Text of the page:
If you do not live in an English speaking environment, can you not develop the skills needed for fluency by working on literacy (reading, writing and accumulating vocabulary) and doing a lot of listening, easily achieved on your own and without native speakers.

Of course you eventually need to practice by speaking. If you then travelled to en English speaking country would you not achieve fluency vey quickly? Fluency does not mean without accent.
garans   Thursday, September 09, 2004, 15:06 GMT
We came to agreement on one of our Russian forums that to become really fluent takes on average about 5 years of living in an English-speaking country.
Zhuangzi   Thursday, September 09, 2004, 15:18 GMT
That seems like an awfully long time. Is that for people starting from scratch? It all depends on how effectively people study and how motivated they are. I believe one to two years is all that is needed for an effective and motivated learner.
Sanja   Thursday, September 09, 2004, 15:33 GMT
Well, I know that you can learn to read some languages without even being able to speak them. For instance, I thought myself how to read Greek even though I don't understand any word....LOL :) But I guess that would be harder in English.
And as for how long you have to live in an English speaking country to learn the language perfectly, it all depends. Some people have lived there for 40 years and still can't speak much, while some learn to speak perfectly after 2 years. I guess it depends on a person as well as on his/her efforts to learn the language.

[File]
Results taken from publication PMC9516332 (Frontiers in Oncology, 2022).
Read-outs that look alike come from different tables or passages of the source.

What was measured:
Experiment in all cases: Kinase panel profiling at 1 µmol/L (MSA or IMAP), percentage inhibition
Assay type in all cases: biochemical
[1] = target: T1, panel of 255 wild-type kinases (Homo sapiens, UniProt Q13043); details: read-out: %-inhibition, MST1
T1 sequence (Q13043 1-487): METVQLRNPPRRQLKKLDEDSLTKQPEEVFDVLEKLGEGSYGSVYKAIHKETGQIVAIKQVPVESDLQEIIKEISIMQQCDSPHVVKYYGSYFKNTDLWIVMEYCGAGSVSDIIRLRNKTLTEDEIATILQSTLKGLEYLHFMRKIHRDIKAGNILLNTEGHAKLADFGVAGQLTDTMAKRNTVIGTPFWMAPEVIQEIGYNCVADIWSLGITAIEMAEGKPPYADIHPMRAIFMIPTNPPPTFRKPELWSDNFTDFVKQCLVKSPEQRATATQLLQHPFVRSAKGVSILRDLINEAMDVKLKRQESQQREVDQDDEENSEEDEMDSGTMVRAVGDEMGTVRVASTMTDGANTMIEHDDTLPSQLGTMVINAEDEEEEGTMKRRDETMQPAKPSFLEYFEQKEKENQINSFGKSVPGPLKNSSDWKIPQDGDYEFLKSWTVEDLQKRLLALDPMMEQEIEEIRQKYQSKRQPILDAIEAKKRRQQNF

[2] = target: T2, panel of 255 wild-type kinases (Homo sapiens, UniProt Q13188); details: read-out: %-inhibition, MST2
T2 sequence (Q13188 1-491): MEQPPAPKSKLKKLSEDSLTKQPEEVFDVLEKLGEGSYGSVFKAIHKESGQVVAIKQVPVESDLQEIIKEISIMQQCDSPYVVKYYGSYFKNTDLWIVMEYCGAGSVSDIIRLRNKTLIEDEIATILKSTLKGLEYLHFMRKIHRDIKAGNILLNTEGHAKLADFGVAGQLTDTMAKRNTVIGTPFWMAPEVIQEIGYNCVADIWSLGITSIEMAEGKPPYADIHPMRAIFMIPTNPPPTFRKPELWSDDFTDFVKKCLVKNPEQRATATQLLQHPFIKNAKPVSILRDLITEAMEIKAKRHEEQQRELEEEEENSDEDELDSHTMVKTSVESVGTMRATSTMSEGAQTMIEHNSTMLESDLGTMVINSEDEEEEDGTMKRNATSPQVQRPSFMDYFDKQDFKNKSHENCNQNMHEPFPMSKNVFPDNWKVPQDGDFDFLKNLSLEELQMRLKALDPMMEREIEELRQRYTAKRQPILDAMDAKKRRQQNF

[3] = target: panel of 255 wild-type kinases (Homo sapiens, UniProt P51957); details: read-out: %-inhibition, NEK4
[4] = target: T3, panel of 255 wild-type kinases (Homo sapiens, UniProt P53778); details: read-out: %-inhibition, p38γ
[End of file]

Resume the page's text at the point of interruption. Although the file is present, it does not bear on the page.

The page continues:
Zhuangzi   Thursday, September 09, 2004, 15:36 GMT
I think that if the person decides to really work on becoming fluent it takes 6 -12 months of intensive work and then the language skills will continue to develop. If the person plans to spend 5 years they may never achieve the intensity needed to become fluent.
garans   Thursday, September 09, 2004, 16:05 GMT
I've never been to an English speaking country for a long time, only 3 weeks in Ireland.

But after 10 years of listening to movies, radioes etc. I can tell about 70-80 percent of an ordinary speach.

Sometimes I understand 100% (movies for children, high school children, scientific films), but mostly I can follow variations from standard English.

I know many Mormons - American missionaries, who spent in Russia 2 years and nobody was fluent in Russian. Sure they tried.
garans   Thursday, September 09, 2004, 16:06 GMT
I can NOT follow the variations from standard English
Sanja   Thursday, September 09, 2004, 18:06 GMT
I couldn't understand the whole movies in English without translation, but I understand a lot of it. I understand written texts in English much better than the speach. I'm also more fluent in writing English than speaking it.
Mxsmanic   Friday, September 10, 2004, 02:42 GMT
I've read that the author Joseph Conrad (originally born and raised in Poland) was not very fluent in spoken English, and had a heavy accent, even though he wrote extremely well in the language (well enough to make him a major author in English literature).
mjd   Friday, September 10, 2004, 05:53 GMT

Normally I wouldn't do this, but in your case I will. It's "speech," not "speach" (time and time again you've told what a stickler you are for spelling, so I couldn't resist).
Steve K   Friday, September 10, 2004, 06:09 GMT
Fluency does not require native like pronunciation. It only requires the ability to understand what is said and to be able to express ones ideas. I cannot imagine that Conrad was not fluent in that sense.